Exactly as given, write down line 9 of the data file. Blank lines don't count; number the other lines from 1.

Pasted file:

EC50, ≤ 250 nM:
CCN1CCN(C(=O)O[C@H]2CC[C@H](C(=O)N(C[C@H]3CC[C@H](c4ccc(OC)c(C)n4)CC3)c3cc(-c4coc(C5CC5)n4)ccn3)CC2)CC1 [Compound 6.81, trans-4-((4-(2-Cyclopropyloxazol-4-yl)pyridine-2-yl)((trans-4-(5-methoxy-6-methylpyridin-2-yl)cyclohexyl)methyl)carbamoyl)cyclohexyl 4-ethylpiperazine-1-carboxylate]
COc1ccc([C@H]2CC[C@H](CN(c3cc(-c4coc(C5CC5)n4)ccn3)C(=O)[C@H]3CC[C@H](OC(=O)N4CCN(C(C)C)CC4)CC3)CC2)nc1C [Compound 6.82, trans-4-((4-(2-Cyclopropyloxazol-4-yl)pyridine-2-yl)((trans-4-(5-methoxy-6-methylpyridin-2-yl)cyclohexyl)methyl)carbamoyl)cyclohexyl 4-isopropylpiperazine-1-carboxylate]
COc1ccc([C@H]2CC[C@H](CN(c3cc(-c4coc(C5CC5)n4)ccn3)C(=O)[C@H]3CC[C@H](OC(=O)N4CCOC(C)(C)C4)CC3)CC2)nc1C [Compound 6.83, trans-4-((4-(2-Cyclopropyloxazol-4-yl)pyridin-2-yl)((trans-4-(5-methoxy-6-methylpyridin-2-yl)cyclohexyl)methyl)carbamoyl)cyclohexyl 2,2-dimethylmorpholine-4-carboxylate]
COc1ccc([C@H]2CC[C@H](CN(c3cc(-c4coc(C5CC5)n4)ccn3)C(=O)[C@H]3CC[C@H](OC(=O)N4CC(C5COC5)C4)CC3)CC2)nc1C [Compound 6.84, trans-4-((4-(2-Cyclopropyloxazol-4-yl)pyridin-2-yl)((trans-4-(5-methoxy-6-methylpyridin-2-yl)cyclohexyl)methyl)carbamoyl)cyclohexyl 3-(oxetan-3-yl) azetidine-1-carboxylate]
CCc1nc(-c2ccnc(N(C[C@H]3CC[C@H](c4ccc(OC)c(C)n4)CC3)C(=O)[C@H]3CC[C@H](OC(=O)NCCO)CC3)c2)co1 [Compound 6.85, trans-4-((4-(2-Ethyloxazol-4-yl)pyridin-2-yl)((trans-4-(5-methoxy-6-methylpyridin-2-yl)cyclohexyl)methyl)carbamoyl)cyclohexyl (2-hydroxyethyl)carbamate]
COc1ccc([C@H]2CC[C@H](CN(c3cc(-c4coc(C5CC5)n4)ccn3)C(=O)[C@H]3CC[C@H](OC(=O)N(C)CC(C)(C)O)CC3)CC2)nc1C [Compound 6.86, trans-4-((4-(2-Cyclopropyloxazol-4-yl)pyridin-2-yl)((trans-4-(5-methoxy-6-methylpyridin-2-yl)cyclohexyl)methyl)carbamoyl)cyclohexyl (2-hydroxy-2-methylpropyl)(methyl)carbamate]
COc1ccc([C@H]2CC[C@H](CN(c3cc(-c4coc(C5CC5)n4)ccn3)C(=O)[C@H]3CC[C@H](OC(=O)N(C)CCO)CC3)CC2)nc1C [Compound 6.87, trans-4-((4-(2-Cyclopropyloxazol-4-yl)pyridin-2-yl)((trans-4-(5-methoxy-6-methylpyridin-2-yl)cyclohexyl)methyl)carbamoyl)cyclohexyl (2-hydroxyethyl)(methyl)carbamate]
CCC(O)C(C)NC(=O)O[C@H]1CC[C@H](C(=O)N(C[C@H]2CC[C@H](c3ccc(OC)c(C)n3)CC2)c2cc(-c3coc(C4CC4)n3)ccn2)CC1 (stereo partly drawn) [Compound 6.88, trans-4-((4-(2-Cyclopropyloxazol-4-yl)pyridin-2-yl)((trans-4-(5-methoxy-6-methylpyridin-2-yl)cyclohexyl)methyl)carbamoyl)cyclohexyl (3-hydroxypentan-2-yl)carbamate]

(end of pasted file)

CCC(O)C(C)NC(=O)O[C@H]1CC[C@H](C(=O)N(C[C@H]2CC[C@H](c3ccc(OC)c(C)n3)CC2)c2cc(-c3coc(C4CC4)n3)ccn2)CC1 (stereo partly drawn) [Compound 6.88, trans-4-((4-(2-Cyclopropyloxazol-4-yl)pyridin-2-yl)((trans-4-(5-methoxy-6-methylpyridin-2-yl)cyclohexyl)methyl)carbamoyl)cyclohexyl (3-hydroxypentan-2-yl)carbamate]